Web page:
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Even knowing one of the main mutations in the tumour or cancer probably would not suffice to be able to treat it effectively. Tumours, while macroscopically homogenous, are molecularly heterogenous. Within any given tumour there might be one clone of cells all harbouring just one mutation in a gene encoding a DNA repair enzyme, a second clone containing that mutation plus a mutation in a gene encoding a critical cell cycle regulatory protein, and then a third clone of cells containing the first two mutations plus a mutation in a gene encoding a protein involved in cell death regulation. If you treat the patient with just an inhibitor designed against the second mutant protein (e.g. constitutively active kinase that positively regulates cell cycle progression) alone, then you are not going to halt the evolution of the other two clones (especially not the third one, which has more time to hang around and acquire further mutations in tumour suppressor genes or proto-oncogenes. At the very least the treatment regimen would need to involve three specific therapeutic agents used in combination. But I don't think medicine is there yet.

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iNow
Post  Post subject: Re: Cancer 'due to bad luck'  |  Posted: Sun Jan 04, 2015 7:22 pm
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Rory wrote:
Even knowing one of the main mutations in the tumour or cancer probably would not suffice to be able to treat it effectively.

Implied here seems to be the suggestion that knowing anatomical location would suffice to effectively treat, and I'm pretty sure that's not the case (nor likely what you intended to convey with your response).

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Rory
Post  Post subject: Re: Cancer 'due to bad luck'  |  Posted: Sun Jan 04, 2015 7:44 pm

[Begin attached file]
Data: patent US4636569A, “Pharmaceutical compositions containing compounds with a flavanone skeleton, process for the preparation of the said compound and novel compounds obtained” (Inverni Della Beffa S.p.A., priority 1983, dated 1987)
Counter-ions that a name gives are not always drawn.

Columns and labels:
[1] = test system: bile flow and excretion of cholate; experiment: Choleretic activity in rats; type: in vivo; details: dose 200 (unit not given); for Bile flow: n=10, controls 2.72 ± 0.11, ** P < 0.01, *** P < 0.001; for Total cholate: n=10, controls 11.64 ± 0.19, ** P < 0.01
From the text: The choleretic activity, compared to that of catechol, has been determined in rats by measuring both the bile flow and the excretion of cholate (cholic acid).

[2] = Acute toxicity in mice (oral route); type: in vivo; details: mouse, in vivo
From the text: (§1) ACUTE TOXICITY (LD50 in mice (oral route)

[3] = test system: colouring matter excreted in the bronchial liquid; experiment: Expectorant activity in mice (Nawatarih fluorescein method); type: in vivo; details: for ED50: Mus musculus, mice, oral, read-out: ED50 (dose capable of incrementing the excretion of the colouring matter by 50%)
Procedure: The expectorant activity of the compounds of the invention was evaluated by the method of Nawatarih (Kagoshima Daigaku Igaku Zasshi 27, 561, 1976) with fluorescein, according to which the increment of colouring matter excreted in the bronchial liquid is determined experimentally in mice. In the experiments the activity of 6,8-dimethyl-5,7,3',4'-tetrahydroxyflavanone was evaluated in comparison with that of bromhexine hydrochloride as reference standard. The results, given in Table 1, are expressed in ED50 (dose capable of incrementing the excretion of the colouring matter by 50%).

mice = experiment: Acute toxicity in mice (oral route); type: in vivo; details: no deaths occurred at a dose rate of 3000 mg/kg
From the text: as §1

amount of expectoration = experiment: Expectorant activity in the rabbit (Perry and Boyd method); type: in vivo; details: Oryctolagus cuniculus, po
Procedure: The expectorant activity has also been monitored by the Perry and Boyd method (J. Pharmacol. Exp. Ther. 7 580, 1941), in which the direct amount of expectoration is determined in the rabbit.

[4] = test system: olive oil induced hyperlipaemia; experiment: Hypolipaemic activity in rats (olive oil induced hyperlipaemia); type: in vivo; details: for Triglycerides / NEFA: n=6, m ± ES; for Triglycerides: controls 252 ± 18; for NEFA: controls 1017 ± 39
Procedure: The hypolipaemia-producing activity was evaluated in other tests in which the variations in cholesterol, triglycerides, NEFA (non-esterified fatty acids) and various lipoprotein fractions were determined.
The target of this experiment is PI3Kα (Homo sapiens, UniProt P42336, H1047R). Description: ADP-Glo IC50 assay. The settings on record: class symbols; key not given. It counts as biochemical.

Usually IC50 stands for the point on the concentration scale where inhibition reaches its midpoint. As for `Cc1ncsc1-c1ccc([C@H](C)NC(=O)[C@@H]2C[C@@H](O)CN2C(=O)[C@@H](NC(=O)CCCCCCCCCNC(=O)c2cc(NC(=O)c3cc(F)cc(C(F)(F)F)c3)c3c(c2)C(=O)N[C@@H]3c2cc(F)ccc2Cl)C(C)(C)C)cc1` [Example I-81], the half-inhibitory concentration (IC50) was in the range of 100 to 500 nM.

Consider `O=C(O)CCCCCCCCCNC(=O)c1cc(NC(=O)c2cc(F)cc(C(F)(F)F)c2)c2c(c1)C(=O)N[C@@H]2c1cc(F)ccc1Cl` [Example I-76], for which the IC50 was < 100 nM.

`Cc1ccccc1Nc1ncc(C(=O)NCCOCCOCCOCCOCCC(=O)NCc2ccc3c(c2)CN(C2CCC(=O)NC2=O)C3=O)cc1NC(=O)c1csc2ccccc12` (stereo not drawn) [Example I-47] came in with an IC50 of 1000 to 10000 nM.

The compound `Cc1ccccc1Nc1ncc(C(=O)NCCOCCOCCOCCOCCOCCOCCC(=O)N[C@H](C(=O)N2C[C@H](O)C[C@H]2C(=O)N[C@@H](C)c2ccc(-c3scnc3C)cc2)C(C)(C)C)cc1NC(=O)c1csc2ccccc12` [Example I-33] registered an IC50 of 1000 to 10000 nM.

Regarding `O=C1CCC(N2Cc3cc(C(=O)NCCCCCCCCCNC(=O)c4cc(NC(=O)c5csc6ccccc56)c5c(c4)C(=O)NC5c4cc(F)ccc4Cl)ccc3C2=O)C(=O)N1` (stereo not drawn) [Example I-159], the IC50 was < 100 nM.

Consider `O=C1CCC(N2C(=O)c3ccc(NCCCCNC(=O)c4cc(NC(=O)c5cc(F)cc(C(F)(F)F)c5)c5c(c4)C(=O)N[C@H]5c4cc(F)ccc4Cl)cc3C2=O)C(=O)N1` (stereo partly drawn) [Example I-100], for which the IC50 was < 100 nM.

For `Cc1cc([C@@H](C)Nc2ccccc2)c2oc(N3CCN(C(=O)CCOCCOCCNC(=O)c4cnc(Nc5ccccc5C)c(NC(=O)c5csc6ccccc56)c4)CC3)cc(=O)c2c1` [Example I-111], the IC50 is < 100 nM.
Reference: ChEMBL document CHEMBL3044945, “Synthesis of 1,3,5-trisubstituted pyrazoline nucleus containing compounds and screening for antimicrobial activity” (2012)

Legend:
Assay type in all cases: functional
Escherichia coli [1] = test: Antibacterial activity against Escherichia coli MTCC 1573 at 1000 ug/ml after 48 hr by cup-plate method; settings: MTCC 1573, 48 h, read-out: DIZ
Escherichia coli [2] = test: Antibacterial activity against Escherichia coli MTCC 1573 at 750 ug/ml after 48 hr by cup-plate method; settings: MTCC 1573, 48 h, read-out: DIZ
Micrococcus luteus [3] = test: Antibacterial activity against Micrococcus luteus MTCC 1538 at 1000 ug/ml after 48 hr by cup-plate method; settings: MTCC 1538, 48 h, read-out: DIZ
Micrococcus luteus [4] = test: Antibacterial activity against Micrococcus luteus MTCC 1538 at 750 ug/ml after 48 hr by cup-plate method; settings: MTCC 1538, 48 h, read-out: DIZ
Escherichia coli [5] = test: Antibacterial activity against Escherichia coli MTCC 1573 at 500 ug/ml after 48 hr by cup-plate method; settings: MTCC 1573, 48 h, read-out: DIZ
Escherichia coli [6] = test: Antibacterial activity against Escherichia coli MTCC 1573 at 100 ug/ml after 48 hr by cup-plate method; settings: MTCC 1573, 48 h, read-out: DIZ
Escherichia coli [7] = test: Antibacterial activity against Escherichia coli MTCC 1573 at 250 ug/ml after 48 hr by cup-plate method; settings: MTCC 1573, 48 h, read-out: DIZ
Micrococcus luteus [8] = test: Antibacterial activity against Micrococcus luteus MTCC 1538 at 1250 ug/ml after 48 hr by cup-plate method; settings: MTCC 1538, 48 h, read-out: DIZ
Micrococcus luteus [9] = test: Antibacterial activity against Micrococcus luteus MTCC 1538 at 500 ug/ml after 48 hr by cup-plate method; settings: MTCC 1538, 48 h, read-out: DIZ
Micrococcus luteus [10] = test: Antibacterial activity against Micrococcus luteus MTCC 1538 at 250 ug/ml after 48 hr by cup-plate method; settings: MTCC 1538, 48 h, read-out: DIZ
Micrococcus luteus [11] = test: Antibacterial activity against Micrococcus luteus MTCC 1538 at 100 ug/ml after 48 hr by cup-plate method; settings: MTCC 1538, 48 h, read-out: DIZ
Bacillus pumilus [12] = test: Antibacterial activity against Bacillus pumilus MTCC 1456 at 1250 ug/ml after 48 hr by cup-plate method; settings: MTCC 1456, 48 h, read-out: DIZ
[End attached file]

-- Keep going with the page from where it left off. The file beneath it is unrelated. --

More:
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You're right that that is not what I was meaning to imply. The most accurate way of communicating the disease would be to hold up a red/green gene expression profile.

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Prometheus
Post  Post subject: Re: Cancer 'due to bad luck'  |  Posted: Sun Jan 04, 2015 11:06 pm
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So what i don't understand is that if, like the article claims, 1/3 of cancers are preventable why there isn't a greater fanfare. Imagine a treatment with a 1/3 cure rate - it would be heralded as the cure to cancer.


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Rory
Post  Post subject: Re: Cancer 'due to bad luck'  |  Posted: Mon Jan 05, 2015 8:54 am
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Don't worry Prometheus, next week the media corps will be hailing vegetables and exercise as a miracle cure for cancer. It will get its moment in the spotlight :lol:

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marnixR
Post  Post subject: Re: Cancer 'due to bad luck'  |  Posted: Mon Jan 05, 2015 12:42 pm
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i think the main thing about this article is that for 2/3 of the cancers, it's not so much life style that needs to be targeted, but early detection and treatment